Figure 6.

Air mass back trajectories (AMBTs) were calculated from the National Oceanic and Atmospheric Administration (NOAA) GDAS meteorology database, using the Hybrid Single-Particle Lagrangian Integrated Trajectories (HY-SPLIT) program. AMBTs were performed at 100 and 1000 m height levels over the sampling locations every six hours with backward 5 days: (a) related to the MSA concentration of 0.26 μg m−3 observed on 29 December during the ANT 18th cruise; (b) related to the MSA concentration of 0.24 μg m−3 observed on 22 January during the ANT 21th cruise.

[18] Large population of seabirds, in particular penguins, is a unique feature in the Antarctic ecosystem that is different from that of the Arctic [Woehler and Croxall, 1997], and this ecological difference may partially explain the different levels of atmospheric MSA in the two high latitude regions. The volatile organosulfur compounds, such as DMDS, DMTS, DMTTS, and DMPS, in the feces of penguins in coastal Antarctica as detected by Xie et al. [2002], which have higher S content in their molecules than that of DMS, may be converted to MSA in some ways, and might contribute to the observed high MSA levels in aerosols over coastal Antarctica. At present, however, the reaction pathways for MSA production from sea animal feces are uncertain and investigations focusing on the production pathways from these organosulfur compounds to MSA are few. Therefore, additional field work and laboratory kinetic studies relating to possible marine animal sources for MSA should be explored to better understand the sulfur chemistry in coastal Antarctica. Additionally, certain environmental factors, such as winds, sea ice coverage, and light intensity, etc., may also contribute to the variability of S-species in the high latitude marine atmosphere and should be considered through future studies.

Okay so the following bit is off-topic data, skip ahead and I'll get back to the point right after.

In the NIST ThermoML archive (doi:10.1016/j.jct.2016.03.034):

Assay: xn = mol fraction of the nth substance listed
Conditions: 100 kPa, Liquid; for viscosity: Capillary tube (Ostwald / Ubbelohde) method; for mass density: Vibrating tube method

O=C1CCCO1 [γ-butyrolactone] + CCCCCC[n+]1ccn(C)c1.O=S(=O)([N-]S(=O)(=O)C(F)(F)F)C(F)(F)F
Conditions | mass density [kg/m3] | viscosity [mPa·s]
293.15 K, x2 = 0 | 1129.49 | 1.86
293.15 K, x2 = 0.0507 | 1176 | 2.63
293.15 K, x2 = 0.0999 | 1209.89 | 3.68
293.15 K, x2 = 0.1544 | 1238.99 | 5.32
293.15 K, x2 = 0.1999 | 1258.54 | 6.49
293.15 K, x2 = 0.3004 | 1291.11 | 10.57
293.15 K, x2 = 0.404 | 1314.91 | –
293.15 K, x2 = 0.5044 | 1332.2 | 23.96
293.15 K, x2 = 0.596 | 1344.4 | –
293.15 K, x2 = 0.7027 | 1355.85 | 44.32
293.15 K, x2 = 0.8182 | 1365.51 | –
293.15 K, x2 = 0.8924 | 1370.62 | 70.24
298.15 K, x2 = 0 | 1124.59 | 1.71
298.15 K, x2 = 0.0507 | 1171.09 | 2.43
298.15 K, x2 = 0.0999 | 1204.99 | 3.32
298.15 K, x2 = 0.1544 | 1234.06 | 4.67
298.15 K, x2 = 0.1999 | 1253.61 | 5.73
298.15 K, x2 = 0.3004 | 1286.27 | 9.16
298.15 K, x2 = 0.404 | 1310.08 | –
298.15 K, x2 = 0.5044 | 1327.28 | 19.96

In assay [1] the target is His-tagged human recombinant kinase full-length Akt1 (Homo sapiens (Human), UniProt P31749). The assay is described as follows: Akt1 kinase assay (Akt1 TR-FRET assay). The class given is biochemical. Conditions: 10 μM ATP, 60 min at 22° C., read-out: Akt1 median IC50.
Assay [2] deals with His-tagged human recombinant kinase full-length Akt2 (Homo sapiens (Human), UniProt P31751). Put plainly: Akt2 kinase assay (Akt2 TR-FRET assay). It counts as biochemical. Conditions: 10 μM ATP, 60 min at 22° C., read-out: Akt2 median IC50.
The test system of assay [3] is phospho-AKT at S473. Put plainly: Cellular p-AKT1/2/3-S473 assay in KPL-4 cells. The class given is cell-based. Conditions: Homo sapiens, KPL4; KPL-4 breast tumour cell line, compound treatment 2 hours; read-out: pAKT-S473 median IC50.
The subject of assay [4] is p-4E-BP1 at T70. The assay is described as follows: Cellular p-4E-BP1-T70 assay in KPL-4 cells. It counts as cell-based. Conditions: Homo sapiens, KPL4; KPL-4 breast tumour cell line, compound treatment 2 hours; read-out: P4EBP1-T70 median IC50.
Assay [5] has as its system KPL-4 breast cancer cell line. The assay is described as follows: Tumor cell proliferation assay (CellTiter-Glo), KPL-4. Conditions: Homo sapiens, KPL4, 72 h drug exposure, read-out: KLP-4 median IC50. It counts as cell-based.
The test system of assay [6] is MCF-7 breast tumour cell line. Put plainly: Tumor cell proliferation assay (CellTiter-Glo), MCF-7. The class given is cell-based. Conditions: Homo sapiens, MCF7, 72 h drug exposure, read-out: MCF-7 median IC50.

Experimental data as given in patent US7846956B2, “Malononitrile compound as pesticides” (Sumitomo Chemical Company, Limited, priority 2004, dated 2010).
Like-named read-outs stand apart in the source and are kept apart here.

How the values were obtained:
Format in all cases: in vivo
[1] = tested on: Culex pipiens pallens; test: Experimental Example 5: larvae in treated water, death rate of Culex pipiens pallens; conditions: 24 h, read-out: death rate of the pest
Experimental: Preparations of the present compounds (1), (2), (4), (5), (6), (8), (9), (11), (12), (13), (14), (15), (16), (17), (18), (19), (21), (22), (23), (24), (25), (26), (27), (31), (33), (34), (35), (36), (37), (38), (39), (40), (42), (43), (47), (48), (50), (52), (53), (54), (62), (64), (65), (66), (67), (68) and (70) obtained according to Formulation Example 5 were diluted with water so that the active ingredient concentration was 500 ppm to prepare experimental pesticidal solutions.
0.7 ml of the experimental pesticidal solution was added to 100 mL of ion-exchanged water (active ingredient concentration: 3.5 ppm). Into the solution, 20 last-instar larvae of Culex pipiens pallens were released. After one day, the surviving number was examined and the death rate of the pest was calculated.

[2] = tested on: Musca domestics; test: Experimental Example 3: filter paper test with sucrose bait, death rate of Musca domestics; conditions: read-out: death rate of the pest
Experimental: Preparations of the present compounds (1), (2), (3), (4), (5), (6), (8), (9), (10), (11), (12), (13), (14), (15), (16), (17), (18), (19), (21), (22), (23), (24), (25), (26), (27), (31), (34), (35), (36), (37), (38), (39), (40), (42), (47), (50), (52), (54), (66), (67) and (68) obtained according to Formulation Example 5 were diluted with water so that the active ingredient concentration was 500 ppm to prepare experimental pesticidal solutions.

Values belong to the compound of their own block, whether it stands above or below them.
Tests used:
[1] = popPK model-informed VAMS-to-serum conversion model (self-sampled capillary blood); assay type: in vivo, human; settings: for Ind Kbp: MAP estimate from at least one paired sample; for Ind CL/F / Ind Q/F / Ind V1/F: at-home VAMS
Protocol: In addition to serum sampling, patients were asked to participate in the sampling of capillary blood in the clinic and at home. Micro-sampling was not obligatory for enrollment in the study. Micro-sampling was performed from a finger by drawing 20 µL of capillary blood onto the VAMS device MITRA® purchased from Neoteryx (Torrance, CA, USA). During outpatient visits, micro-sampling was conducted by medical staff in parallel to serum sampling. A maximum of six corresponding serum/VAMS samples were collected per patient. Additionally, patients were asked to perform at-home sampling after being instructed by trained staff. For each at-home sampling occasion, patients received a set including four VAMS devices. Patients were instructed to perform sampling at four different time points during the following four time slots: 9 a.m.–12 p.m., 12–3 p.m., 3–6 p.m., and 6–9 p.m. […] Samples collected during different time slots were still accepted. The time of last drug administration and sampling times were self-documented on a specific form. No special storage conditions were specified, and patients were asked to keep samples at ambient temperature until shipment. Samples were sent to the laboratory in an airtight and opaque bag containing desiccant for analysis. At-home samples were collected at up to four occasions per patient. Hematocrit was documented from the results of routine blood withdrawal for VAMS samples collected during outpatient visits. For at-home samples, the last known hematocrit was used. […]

[19] We thank the Chinese Arctic and Antarctic Administration (CAA) of State Oceanic Administration (SOA) and the crew of R/V Xue Long for support with field operation. We thank Junying Sun for sharing of the CHINARE-Arctic I data. This research was jointly sponsored by National Natural Science Foundation of China (NSFC) (40671062 and 41106168), State High Technique Research Development Project (2008AA121703), Ministry of Science and Technology of China (MOST) (2004DIB5J178 and 2009DFA22920) and Chinese Arctic and Antarctic Administration (CAA) cooperation program (IC201114 and IC201201), Scientific Research Foundation of Third Institute of Oceanography, SOA (2007015) and the U.S. National Science Foundation Award 0944589. We thank three anonymous reviewers whose constructive comments helped significantly improve this paper.